The Federal Reserve has made it succinctly clear that future action on fiscal policy is data dependent. Well, if that’s the case, then the U.S. central bank may as well head off to the Hamptons for the summer months because “the data” have offered nothing to write home about. Markets have been pressing higher in front of some key economic reports and the bottom line is the U.S. economy laid a pretty hefty-sized egg for the first three months of 2015.
The U.S. government reported last Friday that first-quarter gross domestic product (GDP) was revised down to -0.7% in the second estimate from an originally reported +0.2%. GDP increased 2.2% in Q4 2014. The first-quarter 2015 dip marks the first contraction in GDP growth since Q1 2014. Unfortunately, that weak Q1 2015 GDP report wasn’t the worst of it. Real final sales, which strips out volatile inventories, declined 1.1% for that quarter. That drop exceeded the 1.0% decline from Q1 2014 and was the biggest real final sales drop since a 3.3% decline in Q1 2009.
That would suggest that economic growth trends in Q1 2015 were some of the worst seen since the Great Recession. The Bureau of Economic Analysis admitted that there are some seasonal adjustment problems with first-quarter growth rates. As expected, the revisions were mostly focused on trade and inventories. The real trade deficit was revised negatively to -$548.4 billion from -$522.1 billion in the advance release and inventories were revised down from $110.3 billion in the advance release to $95.0 billion.
Personal consumption expenditures were revised down a modest 0.1 percentage points to 1.8%. That was the smallest consumption gain since a 1.2% increase in Q1 2014. Lastly, government spending was revised down to -1.1% from -0.8%. A soft report all around.
Adding another dose of weak economic data, the Chicago PMI declined to 46.2 in May from 52.3 in April. Economists’ consensus expected the PMI to increase to 53.0. That was the third time the Chicago PMI has fallen below 50, the expansion/contraction threshold, in the last four months. With the exception of the Prices Paid Index (51.2 from 43.1), all of the sub-indexes declined and also contracted in May.
The Production Index dropped to 45.8 in May from 52.7 in April. That move came as both the new orders (47.5 from 55.1) and unfilled orders (47.3 from 48.5) indices softened considerably. The Employment Index fell to 48.0 in May from 54.0 in April. That was the lowest reading since reaching 47.9 in April 2013. Fortunately, consumer sentiment, as measured by the Michigan Sentiment Survey, came in at 90.7, slightly above the 90.0 consensus, probably because the fear of higher interest rates has diminished.
The fiscal hawks and CNBC pundits that have been getting a lot of air time date-setting just when the Fed will begin to hike rates should go back to the drawing board. Not only is the first quarter of 2015 in the tank, much of what has been crossing the tape in the form of data points for the second quarter hasn’t fared much better. With the exception of a record wave of mergers and acquisition (M&A) deals, the nuts and bolts of the general economy do not have it firing on all cylinders as it should be following a $6 trillion injection of domestic quantitative easing (QE).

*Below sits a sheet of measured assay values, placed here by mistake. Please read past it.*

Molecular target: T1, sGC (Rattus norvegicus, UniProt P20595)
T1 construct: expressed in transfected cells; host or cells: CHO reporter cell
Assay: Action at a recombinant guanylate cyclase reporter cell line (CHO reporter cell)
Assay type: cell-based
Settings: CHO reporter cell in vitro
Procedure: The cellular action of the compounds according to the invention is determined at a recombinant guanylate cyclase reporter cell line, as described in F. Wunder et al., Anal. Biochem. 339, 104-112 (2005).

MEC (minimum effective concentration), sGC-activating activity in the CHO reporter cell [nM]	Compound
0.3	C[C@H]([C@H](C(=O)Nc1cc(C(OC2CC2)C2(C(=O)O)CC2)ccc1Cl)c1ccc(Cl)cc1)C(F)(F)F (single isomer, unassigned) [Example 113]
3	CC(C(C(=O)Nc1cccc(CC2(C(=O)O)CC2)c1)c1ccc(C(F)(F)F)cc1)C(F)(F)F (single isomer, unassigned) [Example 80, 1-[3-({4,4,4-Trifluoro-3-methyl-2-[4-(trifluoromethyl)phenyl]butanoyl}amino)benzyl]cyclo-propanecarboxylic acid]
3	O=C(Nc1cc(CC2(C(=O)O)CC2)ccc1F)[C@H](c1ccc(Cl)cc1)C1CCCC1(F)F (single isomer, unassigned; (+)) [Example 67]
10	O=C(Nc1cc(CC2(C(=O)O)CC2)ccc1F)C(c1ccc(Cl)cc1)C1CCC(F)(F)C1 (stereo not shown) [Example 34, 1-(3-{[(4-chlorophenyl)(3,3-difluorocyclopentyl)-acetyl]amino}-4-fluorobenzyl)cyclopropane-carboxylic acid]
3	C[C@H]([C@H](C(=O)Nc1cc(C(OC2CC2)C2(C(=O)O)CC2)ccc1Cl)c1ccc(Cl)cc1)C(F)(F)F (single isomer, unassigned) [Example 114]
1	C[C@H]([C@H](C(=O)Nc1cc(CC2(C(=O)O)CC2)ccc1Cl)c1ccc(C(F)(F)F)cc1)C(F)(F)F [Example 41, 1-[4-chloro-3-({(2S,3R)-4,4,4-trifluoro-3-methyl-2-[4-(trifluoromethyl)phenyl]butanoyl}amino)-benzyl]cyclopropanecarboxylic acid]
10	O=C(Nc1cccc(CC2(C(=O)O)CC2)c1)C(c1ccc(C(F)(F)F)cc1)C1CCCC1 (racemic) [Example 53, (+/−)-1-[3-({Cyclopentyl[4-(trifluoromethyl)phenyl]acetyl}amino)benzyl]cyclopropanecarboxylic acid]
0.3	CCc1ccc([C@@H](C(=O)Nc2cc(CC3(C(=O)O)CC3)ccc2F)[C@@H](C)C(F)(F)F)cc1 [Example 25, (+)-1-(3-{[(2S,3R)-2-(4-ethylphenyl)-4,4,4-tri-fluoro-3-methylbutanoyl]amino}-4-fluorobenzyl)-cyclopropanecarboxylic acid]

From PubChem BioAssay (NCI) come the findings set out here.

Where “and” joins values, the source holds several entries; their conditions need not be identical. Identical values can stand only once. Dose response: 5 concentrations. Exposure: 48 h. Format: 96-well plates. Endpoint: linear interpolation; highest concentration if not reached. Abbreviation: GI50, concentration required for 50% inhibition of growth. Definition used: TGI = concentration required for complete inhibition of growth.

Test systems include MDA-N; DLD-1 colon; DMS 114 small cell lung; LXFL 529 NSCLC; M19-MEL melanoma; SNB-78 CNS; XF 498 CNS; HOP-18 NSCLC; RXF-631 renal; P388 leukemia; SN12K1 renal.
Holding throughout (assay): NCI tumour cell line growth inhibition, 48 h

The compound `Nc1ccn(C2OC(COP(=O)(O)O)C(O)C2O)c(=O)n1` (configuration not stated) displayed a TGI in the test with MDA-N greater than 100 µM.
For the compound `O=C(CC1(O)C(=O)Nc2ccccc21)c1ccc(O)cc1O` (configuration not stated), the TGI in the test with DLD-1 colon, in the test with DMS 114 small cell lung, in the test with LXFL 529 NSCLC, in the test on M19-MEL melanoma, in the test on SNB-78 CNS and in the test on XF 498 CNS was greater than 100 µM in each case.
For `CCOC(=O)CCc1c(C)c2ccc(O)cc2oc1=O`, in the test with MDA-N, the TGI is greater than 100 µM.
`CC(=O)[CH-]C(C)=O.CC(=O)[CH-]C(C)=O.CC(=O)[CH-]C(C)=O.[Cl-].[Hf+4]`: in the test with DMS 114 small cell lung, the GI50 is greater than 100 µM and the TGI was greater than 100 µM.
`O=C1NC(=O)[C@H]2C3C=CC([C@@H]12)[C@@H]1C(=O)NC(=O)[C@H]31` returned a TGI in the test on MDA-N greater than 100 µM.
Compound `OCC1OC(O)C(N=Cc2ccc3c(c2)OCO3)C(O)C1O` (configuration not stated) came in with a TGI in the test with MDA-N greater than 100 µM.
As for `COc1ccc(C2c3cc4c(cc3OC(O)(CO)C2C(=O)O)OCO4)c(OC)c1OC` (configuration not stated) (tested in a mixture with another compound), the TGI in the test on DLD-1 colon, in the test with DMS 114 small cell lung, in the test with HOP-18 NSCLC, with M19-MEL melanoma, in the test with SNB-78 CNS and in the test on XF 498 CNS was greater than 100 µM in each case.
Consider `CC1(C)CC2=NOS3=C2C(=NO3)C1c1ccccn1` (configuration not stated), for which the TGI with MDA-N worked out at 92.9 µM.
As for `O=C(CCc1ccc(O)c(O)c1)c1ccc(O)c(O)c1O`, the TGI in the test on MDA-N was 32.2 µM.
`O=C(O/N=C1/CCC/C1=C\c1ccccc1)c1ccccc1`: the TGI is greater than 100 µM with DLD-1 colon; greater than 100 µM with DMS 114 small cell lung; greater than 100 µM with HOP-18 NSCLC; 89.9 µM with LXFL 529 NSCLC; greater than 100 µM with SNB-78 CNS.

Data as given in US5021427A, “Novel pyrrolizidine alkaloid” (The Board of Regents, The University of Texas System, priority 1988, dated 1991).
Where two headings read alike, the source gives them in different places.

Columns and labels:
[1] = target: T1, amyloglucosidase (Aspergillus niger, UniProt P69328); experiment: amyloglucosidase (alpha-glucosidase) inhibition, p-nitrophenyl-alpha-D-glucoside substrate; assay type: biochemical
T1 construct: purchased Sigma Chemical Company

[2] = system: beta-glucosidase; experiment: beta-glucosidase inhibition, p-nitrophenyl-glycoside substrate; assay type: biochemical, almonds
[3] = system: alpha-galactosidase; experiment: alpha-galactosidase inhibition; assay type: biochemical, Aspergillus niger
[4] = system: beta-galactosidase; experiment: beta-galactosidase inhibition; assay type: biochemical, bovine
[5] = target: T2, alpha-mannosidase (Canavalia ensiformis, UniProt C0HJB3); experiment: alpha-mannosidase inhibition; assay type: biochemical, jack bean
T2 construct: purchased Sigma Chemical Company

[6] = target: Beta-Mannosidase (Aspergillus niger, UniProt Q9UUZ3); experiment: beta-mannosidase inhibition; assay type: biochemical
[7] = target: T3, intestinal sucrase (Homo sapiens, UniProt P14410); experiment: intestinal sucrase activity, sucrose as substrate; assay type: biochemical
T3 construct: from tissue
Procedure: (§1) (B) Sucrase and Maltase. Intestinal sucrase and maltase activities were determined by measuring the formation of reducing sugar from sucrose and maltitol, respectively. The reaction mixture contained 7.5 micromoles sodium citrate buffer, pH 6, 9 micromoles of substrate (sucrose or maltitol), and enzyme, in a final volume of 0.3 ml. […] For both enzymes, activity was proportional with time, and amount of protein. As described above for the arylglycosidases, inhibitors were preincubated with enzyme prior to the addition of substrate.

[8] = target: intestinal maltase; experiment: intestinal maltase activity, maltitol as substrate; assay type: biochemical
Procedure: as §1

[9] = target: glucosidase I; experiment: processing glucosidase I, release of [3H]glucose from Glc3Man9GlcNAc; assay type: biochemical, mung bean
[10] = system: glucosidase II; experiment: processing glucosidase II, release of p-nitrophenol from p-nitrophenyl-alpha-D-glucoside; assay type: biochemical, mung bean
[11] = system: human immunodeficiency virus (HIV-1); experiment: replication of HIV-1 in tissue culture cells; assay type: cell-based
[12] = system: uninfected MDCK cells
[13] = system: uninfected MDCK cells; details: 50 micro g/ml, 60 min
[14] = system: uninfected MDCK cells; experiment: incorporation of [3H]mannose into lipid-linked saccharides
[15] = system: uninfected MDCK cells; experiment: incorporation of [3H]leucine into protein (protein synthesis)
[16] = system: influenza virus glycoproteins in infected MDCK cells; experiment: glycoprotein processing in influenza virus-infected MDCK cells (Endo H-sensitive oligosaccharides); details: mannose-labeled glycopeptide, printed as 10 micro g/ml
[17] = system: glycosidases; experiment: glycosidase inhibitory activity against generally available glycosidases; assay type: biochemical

While the news of late might sour on those economists with an overly optimistic and rose-colored outlook, it’s a very bullish backdrop for dividend investing for almost every class of income security. Seeing the 10-year Treasury hitting the upside wall at 2.35% and now retracing back down to 2.11% is akin to a buy signal for dividend-bearing assets. At this juncture, I would expect any future chatter to the Fed acting on rates to have a 2016 reference attached to it.
No doubt, there’s a lot of humble pie to pass around at CNBC and Bloomberg as well. Both networks have fueled wrongful speculation when the numbers simply haven’t been there to support it. Sadly, a few arrogant Fed governors have gotten it wrong as well, calling for fiscal tightening when the evidence just isn’t there. All this has confused investors and, in my view, explains the current trading range that the market is locked into, albeit with a mildly upward bias.
To that end, investors seeking yield need not worry about the Fed and should use any notable dips in selecting high-yield investments, preferably those in the Cash Machine model portfolio that is crafted upon the dynamic use of sector rotation with a strong emphasis on balancing risk and reward that results in a blended yield of around 10%.
Closed-end funds like the Guggenheim Enhanced Equity Income Fund (GPM) are an example of how big yields are produced. The fund owns long various index ETFs that track the major averages while selling covered calls against those ETFs. It is a very effective strategy that generates an 11% annual dividend yield with its next quarter dividend set to trade ex-dividend around June 10, right around the corner. Finding double-digit percentage payouts means taking a non-conventional approach to yield investing, but that’s what makes Cash Machine a great source of these kinds of strategies.
In case you missed it, I encourage you to read my e-letter column from last week about how to generate income from market volatility. I also invite you to comment in the space provided below my commentary.